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Building trust: A challenge in increasingly impersonal society

By Gao Xuede | 2016-07-14 | Hits:
(Chinese Social Sciences Today)

Young volunteers make a pledge when joining the Chinese Young Volunteers Association. By participating in a social organization, people can get to know, cooperate with and help each other, thus establishing mutual trust.


In the early 20th century, German sociologist Ferdinand Tönnies proposed a dichotomy of social relations into two different broad types: Gemeinschaft, which means “community” and refers to close ties based on family and friendship, and Gesellschaft, which translates to “society” and refers to indirect, impersonal relationships.

The reform and opening along with the subsequent urbanization, industrialization and marketization have increased social mobility, giving people greater exposure to public space. As society increasingly becomes dominated by Gesellschaft relationships, it is imperative to seek new ways of building trust among strangers.

One approach to improving interpersonal trust is through the extension of acquaintanceship. This approach emphasizes that trust among strangers is built upon trust in mutual acquaintances. In traditional Chinese society, acquaintances serve as intermediaries, helping strangers to trust each other.

From the perspective of functionalism, a creative approach is more important because it is hardly possible or feasible to just rely on the intercession of acquaintances to elevate trust among strangers in a fast-paced modern society. Independent of acquaintance relations, this approach seeks application of other ways to establish a real relationship of trust among strangers.


Whether acquaintance trust is conducive to building trust between strangers is a matter of controversy in empirical studies. Most Western scholars, including German sociologist Max Weber (1864-1920), argue that interpersonal trust in China is based on blood ties, and people are hesitant to trust those outside of the family or clan.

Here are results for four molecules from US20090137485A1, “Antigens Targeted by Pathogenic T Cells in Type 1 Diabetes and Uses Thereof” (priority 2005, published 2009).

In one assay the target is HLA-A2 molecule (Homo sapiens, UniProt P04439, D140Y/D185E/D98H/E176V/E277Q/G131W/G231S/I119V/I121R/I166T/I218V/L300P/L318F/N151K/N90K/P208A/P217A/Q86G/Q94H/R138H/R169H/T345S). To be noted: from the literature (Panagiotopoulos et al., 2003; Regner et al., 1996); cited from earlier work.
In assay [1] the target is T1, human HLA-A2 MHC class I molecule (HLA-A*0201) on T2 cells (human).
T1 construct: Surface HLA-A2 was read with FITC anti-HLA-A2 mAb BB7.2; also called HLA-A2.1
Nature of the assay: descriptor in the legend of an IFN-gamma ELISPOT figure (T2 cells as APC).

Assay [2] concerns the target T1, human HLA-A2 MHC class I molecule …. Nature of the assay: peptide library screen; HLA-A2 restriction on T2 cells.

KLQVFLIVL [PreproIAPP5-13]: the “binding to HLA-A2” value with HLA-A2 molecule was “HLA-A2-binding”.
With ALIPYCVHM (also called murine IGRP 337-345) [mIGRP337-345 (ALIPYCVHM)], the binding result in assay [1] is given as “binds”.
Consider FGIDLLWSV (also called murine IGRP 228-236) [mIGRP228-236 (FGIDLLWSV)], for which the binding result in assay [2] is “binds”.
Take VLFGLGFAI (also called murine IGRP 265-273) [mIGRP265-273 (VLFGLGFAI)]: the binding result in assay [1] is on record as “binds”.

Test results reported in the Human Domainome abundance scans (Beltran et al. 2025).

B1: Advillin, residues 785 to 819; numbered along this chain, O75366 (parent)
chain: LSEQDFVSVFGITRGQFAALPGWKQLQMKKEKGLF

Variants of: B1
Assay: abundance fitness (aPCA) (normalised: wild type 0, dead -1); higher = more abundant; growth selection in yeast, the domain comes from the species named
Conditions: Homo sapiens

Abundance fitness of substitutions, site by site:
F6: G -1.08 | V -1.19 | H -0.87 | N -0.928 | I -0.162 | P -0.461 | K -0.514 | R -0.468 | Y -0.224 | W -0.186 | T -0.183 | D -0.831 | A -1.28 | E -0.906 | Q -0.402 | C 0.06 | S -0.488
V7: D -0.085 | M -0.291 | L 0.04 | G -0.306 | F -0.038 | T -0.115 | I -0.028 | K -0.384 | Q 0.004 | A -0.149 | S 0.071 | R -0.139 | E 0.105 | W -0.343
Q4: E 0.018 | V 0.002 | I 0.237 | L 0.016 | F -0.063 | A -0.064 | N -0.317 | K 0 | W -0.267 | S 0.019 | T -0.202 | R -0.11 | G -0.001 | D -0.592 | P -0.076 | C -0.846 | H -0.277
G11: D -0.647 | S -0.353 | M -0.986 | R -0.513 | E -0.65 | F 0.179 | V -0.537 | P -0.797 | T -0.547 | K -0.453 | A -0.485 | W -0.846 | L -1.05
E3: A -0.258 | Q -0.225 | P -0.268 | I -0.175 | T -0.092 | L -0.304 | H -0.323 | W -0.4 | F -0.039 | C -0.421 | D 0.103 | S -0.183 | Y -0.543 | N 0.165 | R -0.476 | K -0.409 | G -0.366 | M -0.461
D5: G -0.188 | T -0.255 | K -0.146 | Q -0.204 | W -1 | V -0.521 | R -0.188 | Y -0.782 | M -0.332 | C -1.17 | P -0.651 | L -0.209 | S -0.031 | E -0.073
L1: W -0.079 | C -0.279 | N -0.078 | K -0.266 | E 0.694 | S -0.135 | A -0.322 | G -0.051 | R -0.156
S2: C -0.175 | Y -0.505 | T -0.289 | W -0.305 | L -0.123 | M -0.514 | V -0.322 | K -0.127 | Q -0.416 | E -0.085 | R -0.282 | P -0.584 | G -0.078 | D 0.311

However, many empirical studies conducted in recent years in the West and in China have revealed a person’s willingness to trust acquaintances is correlated with the degree of trust in strangers. A high degree of trust in others has been shown to be associated with an altruistic value orientation. Trust in others develops at a younger age and lasts until adulthood.

Nonetheless, further studies show that the willingness to trust acquaintances is a necessary but not sufficient condition for trust among strangers. Therefore, interpersonal trust cannot be achieved without first considering the acquaintance relationship.

To this end, we should rebuild communities based on kinship. Traditional society is family centered, and interpersonal trust is established on natural blood lineage. Also, strategies, such as inheritance, adoption, buyover and alliance, are used to turn strangers into acquaintances.

In addition, we need to build a vocational community. The aforementioned strategies to draw others to one’s side are, in essence, a process of integrating an outsider into a community.

The vocational community provides a crucial approach to such psychological identification. In the market economy, occupational groups play a significant role in promoting cooperation and maintaining social order. People who work in the same business share similar life goals, experiences, social norms and ethical principles. Therefore, the improvement of professional ethics can lend support to trust among strangers.


In modern society cooperation is vital to development, so overreliance on the acquaintance relationship can be inefficient. Establishing trust among strangers is an inevitable requirement for a sound market economic order. Only through greater trust can we evolve into a society where one’s ability to access public resources is no longer determined by one’s connections.